The word “sunflower” brings to mind a mane of vibrant yellow petals encircling a dark whorl of seeds. But not all sunflowers are alike. Some sunflowers have scraggly petals, for instance, or small centers. Many of the sunflowers Vincent Van Gogh depicted in his famous series of oil paintings look rather unusual, sporting wooly, chrysanthemum-like blooms. Now, scientists have pinpointed the genetic mutation responsible for these strange sunflowers’ abundance of small yellow petals.
A typical sunflower’s bloom is made of two different kinds of flowers. At the center of the sunflower’s head, disc florets nestle together in overlapping spirals. These tiny tubular, star-crowned flowers bear pollen and eventually turn into seeds. Each of the large yellow petals in the sunflower’s familiar fringe is in fact a flower all its own—sterile ray florets that have evolved to look like the petals of one giant flower. Van Gogh’s paintings from the late 1880s clearly feature some of these typical sunflowers, but they are paired with what look like fuzzy pom-poms stuck on sunflower stems.
A typical sunflower is on the left, a double-flowered variety in the middle and a tubular mutant in the third box. Arrows point out double-flowered mutants in Van Gogh's painting (Credit: John Burke, University of Georgia)
Such double-flowered sunflowers, as they are known, have overlapping rows of supple yellow petals and a small, sometimes hidden center. In a new study, John Burke of the University of Georgia and his colleagues trace the unusual floral arrangement of Van Gogh’s sunflowers to mutations of a single critical gene. The findings appear in the March 29 issue of PLos Genetics.
Van Gogh's "Vase With Fifteen Sunflowers" (Credit: Wikimedia Commons)
Burke and his colleagues worked with typical sunflowers as well as double-flowered cultivars such as the Teddy Bear sunflower, which looks like a giant dandelion. By crossing different varieties of sunflowers with one another and crossing their offspring with themselves, the researchers discovered that double-flowered cultivars have mutated forms of a gene called HaCYC2c. Usually, HaCYC2c is only turned on in ray florets. Burke found that double-flowered sunflowers turn on this gene in disc florets as well, transforming the entire sunflower head into a Koosh ball of ray florets. In mutant sunflowers, HaCYC2c seems to contain a superfluous chunk of DNA that fiddles with the gene’s on/off switch. Burke also created sunflowers in which HaCYC2c was never expressed or produced misformed proteins; in those sunflowers, ray florets did not develop properly and the whorl of seeds was fringed with unusually large, tubular disc florets.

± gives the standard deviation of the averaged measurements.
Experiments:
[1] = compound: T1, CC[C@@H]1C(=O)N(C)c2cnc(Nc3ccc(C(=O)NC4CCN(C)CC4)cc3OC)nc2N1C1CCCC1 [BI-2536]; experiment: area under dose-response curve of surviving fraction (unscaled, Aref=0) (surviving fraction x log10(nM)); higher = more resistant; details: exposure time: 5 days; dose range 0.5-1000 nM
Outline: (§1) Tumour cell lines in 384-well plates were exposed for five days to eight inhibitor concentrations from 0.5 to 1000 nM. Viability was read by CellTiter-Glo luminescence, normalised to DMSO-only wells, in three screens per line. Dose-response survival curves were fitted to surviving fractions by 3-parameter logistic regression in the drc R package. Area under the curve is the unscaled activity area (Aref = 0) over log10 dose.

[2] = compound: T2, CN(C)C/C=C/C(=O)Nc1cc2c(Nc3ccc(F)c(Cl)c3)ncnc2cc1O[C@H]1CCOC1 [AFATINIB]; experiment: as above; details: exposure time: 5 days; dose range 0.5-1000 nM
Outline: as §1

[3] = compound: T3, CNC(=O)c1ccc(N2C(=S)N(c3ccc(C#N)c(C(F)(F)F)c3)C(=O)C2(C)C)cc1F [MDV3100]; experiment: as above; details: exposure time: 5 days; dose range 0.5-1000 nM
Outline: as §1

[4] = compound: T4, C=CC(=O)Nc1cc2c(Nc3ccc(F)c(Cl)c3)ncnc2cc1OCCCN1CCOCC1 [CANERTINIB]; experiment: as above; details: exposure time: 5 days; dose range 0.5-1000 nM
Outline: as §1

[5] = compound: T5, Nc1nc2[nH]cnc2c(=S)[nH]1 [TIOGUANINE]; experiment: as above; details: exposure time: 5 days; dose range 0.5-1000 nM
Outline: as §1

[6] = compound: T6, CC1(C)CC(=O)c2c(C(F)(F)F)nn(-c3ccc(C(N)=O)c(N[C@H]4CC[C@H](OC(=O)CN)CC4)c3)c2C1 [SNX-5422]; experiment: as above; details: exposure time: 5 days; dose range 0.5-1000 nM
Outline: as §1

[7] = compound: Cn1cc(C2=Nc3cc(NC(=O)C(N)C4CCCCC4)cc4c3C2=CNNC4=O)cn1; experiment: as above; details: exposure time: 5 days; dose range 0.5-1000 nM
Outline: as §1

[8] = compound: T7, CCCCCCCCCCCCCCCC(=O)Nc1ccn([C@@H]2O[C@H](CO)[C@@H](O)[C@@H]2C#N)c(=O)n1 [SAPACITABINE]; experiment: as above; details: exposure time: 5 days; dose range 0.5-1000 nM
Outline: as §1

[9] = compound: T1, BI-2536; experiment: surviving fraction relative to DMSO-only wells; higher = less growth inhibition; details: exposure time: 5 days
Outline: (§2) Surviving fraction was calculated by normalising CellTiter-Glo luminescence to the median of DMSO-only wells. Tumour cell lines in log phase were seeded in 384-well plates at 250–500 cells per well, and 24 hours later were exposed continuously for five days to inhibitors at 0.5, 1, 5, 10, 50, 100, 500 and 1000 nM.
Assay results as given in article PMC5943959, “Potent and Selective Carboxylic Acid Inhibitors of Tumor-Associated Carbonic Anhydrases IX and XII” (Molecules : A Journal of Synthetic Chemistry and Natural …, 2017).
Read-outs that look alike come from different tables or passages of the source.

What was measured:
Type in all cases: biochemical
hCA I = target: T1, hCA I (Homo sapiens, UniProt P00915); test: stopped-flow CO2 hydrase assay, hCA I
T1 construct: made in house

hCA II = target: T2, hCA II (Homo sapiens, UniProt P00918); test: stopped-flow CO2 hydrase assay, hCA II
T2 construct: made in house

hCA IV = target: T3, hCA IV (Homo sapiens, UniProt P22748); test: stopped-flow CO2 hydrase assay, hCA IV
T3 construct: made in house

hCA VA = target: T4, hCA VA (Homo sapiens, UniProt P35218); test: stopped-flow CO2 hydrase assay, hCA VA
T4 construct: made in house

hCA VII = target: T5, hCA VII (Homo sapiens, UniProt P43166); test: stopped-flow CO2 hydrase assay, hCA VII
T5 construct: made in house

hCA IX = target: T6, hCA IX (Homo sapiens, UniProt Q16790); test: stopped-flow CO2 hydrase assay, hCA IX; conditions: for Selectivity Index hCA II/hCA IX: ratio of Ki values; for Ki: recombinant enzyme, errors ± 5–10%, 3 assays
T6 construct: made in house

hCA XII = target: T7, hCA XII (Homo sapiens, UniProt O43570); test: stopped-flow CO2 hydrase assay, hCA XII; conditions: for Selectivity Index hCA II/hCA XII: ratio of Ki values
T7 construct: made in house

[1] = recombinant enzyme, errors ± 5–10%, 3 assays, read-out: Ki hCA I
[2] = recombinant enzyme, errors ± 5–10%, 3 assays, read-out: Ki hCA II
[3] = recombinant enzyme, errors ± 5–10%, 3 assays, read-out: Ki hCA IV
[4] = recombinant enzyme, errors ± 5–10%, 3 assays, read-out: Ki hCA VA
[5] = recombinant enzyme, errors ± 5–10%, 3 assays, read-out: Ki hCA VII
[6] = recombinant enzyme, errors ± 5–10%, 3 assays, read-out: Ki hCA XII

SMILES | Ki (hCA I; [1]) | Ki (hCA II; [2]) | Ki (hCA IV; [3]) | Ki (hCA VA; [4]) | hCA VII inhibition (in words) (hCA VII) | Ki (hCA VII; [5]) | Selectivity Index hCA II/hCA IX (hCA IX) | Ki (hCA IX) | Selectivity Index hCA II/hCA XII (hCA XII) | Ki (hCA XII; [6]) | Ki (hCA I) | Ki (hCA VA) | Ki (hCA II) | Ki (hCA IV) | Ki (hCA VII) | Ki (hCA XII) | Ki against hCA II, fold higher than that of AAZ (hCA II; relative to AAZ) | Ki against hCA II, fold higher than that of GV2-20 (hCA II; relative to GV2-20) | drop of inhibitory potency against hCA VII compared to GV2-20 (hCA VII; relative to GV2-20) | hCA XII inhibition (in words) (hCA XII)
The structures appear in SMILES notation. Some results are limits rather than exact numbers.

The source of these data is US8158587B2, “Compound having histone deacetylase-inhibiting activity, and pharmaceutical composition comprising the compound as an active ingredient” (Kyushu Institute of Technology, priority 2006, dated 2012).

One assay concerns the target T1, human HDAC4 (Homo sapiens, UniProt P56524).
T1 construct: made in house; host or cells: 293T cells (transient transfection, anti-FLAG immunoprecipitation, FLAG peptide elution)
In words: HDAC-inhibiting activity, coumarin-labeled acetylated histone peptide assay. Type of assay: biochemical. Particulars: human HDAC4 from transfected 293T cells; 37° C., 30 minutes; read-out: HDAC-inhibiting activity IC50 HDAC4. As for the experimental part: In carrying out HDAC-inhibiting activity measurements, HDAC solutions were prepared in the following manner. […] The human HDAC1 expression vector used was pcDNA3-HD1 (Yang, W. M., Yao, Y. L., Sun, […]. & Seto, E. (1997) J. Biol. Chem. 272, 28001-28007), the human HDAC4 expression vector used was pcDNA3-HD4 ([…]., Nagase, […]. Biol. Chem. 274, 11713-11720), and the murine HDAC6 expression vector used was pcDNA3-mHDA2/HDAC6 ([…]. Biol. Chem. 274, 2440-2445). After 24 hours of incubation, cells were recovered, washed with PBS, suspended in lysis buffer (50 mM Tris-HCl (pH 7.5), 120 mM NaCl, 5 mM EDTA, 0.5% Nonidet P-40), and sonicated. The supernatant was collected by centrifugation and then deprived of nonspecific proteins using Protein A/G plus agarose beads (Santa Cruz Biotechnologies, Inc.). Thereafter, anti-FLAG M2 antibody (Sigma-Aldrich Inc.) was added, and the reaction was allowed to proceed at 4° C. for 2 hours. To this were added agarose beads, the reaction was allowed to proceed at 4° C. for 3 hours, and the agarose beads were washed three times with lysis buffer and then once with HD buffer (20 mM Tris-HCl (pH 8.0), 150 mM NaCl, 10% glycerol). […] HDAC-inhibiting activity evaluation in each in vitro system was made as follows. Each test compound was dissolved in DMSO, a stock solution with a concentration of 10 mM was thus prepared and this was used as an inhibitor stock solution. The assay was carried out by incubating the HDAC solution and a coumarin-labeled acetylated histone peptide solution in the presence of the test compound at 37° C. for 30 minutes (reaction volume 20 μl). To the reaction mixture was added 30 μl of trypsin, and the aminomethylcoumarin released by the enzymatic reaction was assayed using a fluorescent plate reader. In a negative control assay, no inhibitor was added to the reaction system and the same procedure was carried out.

A Teddy Bear sunflower is one of several double-flowered mutants (Credit: Wikimedia Commons)
For thousands of years, people have been growing sunflowers for their seeds, oil and beauty. The first double-flowered sunflowers probably arose naturally due to a chance mutation. Breeders likely seized the opportunity to preserve the mutants’ unique qualities and offer customers a new kind of sunflower. Apparently, Van Gogh was one such customer. But double-flowered sunflowers might not fare so well outside the kitchen vase or artist’s studio. Some double-flowered sunflowers are too sterile to reproduce properly, since ray florets bear no pollen. And at least one study suggests that losing genes in HaCYC2c’s family makes flowers less attractive to insect pollinators. Fortunately for sunflowers—even mutant ones—their future remains bright. Sunflowers have so bewitched us with their cheery dispositions that we are unlikely to stop growing them anytime soon.